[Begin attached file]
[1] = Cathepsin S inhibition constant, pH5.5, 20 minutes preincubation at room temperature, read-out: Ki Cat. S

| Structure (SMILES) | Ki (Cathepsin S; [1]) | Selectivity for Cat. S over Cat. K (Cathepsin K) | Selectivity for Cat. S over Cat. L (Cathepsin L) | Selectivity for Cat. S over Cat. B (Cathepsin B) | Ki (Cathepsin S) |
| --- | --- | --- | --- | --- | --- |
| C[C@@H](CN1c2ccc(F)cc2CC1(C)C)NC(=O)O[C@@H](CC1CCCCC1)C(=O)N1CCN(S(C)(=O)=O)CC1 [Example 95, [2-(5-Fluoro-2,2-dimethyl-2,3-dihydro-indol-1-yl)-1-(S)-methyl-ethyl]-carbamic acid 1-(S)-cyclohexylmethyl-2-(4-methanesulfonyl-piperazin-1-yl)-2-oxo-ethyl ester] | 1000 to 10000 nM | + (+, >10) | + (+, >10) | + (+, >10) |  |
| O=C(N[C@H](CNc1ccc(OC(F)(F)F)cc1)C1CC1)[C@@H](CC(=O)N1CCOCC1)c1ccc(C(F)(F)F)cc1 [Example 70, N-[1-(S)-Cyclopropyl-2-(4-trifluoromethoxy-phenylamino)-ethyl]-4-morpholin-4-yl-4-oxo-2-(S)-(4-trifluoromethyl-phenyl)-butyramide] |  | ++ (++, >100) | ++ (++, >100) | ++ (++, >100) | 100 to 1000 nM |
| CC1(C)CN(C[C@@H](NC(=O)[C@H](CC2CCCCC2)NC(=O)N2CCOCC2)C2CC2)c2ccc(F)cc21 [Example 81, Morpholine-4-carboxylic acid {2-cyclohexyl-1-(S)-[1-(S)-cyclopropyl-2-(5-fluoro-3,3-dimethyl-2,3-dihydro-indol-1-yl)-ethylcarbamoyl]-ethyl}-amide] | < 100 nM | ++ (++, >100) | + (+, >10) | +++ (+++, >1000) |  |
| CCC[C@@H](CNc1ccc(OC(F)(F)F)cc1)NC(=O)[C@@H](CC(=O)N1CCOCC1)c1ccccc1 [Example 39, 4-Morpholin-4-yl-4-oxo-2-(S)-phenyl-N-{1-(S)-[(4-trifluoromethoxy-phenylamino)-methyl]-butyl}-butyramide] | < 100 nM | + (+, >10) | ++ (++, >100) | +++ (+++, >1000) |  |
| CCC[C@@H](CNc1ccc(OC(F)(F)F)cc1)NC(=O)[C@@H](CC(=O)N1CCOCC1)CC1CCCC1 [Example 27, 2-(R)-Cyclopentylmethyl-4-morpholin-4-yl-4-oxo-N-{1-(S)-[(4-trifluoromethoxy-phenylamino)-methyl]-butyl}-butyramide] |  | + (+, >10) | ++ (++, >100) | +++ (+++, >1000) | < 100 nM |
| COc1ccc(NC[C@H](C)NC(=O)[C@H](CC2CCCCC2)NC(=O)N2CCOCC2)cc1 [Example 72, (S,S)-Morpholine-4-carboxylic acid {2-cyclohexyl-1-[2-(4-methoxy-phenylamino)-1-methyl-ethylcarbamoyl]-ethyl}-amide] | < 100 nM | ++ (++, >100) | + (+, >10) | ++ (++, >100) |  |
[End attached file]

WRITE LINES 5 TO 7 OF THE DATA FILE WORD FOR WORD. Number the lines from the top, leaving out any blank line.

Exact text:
| O=C(N[C@H](CNc1ccc(OC(F)(F)F)cc1)C1CC1)[C@@H](CC(=O)N1CCOCC1)c1ccc(C(F)(F)F)cc1 [Example 70, N-[1-(S)-Cyclopropyl-2-(4-trifluoromethoxy-phenylamino)-ethyl]-4-morpholin-4-yl-4-oxo-2-(S)-(4-trifluoromethyl-phenyl)-butyramide] |  | ++ (++, >100) | ++ (++, >100) | ++ (++, >100) | 100 to 1000 nM |
| CC1(C)CN(C[C@@H](NC(=O)[C@H](CC2CCCCC2)NC(=O)N2CCOCC2)C2CC2)c2ccc(F)cc21 [Example 81, Morpholine-4-carboxylic acid {2-cyclohexyl-1-(S)-[1-(S)-cyclopropyl-2-(5-fluoro-3,3-dimethyl-2,3-dihydro-indol-1-yl)-ethylcarbamoyl]-ethyl}-amide] | < 100 nM | ++ (++, >100) | + (+, >10) | +++ (+++, >1000) |  |
| CCC[C@@H](CNc1ccc(OC(F)(F)F)cc1)NC(=O)[C@@H](CC(=O)N1CCOCC1)c1ccccc1 [Example 39, 4-Morpholin-4-yl-4-oxo-2-(S)-phenyl-N-{1-(S)-[(4-trifluoromethoxy-phenylamino)-methyl]-butyl}-butyramide] | < 100 nM | + (+, >10) | ++ (++, >100) | +++ (+++, >1000) |  |